A fence atop an historic wall in the Hollywood hills is not exempt from environmental review, the Second District Court of Appeal has ruled.

The court found that the City of Los Angeles did not have enough evidence supporting the California Environmental Quality Act (CEQA) exemption to shift the burden of proof to project opponents. Rather, the court directed the city to conduct an initial study to determine the appropriate level of environmental review.

The decision of the unanimous three-judge appellate panel appears to be first published case regarding a "Class 5" exemption for "minor alterations in land use limitations," such as minor lot-line adjustments and setback variances, according to Douglas Carstens, an attorney for the fence opponents. The case also appears to be the first published decision to cite the historic impact exception to CEQA exemptions, he said. The court found that the exemption to CEQA review did not apply because of the potential impact to an historic resource.

The city has asked the state Supreme Court to review the case. The city contends that the Court of Appeal incorrectly applied the "fair argument" standard in the case, rather than the "substantial evidence" test. The former is more favorable to project opponents.

The decision "creates confusion" for the city, said Deputy City Attorney Gerald Sato. "The city and most agencies have always felt that if there is substantial evidence [in support of an exemption], that should be enough to shift the burden of proof," Sato said. Instead, the court required the city to prove the exemption applied.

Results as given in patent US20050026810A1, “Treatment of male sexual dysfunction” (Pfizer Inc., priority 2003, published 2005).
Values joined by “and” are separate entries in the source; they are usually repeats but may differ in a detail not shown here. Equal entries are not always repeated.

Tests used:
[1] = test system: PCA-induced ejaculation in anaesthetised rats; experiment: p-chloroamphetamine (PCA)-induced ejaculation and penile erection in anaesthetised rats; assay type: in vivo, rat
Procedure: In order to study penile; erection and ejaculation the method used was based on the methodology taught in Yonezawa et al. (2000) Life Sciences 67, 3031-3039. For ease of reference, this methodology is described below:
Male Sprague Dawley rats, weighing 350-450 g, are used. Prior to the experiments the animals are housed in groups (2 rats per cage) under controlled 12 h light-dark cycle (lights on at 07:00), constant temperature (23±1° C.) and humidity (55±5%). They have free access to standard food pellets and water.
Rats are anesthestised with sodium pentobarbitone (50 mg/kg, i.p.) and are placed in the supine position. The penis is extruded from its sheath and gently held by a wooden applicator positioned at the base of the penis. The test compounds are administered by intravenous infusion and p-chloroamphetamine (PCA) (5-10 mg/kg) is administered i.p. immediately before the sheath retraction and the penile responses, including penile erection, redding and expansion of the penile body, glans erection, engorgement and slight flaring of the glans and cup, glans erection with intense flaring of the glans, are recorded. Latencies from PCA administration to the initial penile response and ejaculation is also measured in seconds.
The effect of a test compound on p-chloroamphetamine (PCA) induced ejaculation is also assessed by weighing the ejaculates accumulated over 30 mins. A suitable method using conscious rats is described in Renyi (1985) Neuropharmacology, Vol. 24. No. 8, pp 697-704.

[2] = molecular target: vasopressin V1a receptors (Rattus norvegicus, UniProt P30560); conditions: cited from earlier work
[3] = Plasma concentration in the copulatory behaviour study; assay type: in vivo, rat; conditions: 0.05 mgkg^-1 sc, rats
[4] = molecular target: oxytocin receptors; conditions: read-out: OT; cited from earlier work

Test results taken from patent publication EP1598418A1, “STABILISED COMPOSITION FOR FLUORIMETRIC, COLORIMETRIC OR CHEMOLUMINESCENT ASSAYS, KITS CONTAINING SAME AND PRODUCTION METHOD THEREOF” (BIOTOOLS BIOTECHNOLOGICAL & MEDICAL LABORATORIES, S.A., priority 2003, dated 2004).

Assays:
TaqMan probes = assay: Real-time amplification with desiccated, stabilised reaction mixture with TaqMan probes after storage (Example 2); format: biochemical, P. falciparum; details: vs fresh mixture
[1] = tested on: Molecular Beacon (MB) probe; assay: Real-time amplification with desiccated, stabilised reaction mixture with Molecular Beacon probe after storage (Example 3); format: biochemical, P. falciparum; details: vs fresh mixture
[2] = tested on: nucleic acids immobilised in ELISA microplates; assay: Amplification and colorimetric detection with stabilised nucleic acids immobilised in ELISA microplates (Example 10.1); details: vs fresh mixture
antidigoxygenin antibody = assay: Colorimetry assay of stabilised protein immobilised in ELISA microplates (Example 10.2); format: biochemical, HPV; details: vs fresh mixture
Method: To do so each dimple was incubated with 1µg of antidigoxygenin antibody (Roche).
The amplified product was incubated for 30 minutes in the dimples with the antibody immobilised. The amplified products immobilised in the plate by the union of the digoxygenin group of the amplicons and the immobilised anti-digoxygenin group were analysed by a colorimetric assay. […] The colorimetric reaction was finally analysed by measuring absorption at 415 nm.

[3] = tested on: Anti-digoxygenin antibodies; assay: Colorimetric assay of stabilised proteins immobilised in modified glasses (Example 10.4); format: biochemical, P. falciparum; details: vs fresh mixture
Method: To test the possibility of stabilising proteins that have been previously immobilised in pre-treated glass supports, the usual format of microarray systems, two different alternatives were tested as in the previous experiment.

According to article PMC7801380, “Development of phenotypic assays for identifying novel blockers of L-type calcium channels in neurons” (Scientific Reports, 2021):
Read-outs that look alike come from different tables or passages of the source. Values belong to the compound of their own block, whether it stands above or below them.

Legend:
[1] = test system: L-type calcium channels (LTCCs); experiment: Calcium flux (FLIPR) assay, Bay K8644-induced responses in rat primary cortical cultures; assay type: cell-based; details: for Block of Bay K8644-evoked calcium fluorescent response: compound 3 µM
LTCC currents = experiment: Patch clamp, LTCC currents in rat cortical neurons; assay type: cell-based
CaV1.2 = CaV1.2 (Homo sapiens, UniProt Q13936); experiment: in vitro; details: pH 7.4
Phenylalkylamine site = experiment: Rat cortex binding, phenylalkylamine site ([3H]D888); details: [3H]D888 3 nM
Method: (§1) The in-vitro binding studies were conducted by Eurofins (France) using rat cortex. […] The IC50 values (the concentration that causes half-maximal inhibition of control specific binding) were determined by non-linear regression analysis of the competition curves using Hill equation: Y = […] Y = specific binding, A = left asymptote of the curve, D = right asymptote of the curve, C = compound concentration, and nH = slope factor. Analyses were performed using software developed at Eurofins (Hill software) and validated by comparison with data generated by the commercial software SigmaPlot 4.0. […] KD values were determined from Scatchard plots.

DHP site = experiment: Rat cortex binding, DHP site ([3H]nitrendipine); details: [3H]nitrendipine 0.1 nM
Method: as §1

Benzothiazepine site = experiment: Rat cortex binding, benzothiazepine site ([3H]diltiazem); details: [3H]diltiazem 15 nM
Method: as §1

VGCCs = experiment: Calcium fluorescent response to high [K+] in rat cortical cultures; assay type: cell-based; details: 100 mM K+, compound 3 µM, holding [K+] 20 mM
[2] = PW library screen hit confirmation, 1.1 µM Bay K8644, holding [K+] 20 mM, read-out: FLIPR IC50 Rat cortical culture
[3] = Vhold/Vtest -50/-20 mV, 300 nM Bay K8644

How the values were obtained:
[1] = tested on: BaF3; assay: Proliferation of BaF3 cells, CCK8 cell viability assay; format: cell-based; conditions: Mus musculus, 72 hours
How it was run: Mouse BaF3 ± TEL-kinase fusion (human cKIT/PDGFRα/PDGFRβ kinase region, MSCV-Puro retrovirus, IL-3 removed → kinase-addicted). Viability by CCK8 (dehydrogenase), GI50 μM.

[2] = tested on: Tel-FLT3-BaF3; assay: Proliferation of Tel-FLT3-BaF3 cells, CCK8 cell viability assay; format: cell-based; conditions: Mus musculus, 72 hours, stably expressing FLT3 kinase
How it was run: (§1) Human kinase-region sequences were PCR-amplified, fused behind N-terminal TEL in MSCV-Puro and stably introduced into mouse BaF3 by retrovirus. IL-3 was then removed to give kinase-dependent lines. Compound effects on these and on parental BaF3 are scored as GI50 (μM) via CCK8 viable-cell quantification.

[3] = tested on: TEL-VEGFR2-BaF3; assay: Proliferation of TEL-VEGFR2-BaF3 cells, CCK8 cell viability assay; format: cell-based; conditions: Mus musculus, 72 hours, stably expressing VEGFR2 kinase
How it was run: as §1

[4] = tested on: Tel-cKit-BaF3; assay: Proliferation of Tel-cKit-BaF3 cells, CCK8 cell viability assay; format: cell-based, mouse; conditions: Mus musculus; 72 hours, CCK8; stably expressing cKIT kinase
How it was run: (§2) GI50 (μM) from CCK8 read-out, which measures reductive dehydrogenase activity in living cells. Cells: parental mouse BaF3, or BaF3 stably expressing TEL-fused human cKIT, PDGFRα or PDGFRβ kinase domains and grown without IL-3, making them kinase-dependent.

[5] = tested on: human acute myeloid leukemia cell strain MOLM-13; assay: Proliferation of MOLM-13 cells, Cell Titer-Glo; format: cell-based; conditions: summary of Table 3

The project involves approval of an exception to a specific plan. The Hollywoodland housing tract was developed in the Hollywood Hills during the early 1920s. One of the neighborhood's primary features is the numerous granite support walls abutting the winding, hilly streets. These walls range from only a few to 20 feet in height and have no guardrails or fences. In 1992, the city adopted the Hollywoodland specific plan, which prohibits the attachment of fences to the historic walls and granite stairways.

In 2002, the owners of a house on Durand Drive built an unpermitted six-foot high wooden fence atop a wall at the rear of their property. Their yard sits at the base of a 15-foot wall, with the street above. The owners wanted the fence for privacy and safety, as both vehicles and pedestrians had tumbled into the yard in the past. The city issued a citation because the fence was on city property and, under the specific plan, had to be set back by three feet. The property owners said the setback was infeasible because it would create a chasm between the wall and the fence, so they applied for an exception to the specific plan.

While the application was pending, Robert Cutler purchased the property. A group called Hollywood Heritage urged denial of the application, arguing that an existing steel guardrail keeps cars on the street and the fence would set a bad precedent. The city's Historic Preservation Section and, initially, the Hollywoodland Design Review Board recommended denial. In late 2004, the City Planning Commission approved a specific plan exception allowing a 54-inch tall fence. The commission also adopted findings for a categorical exemption from CEQA. In April 2005, the City Council upheld the Planning Commission decision.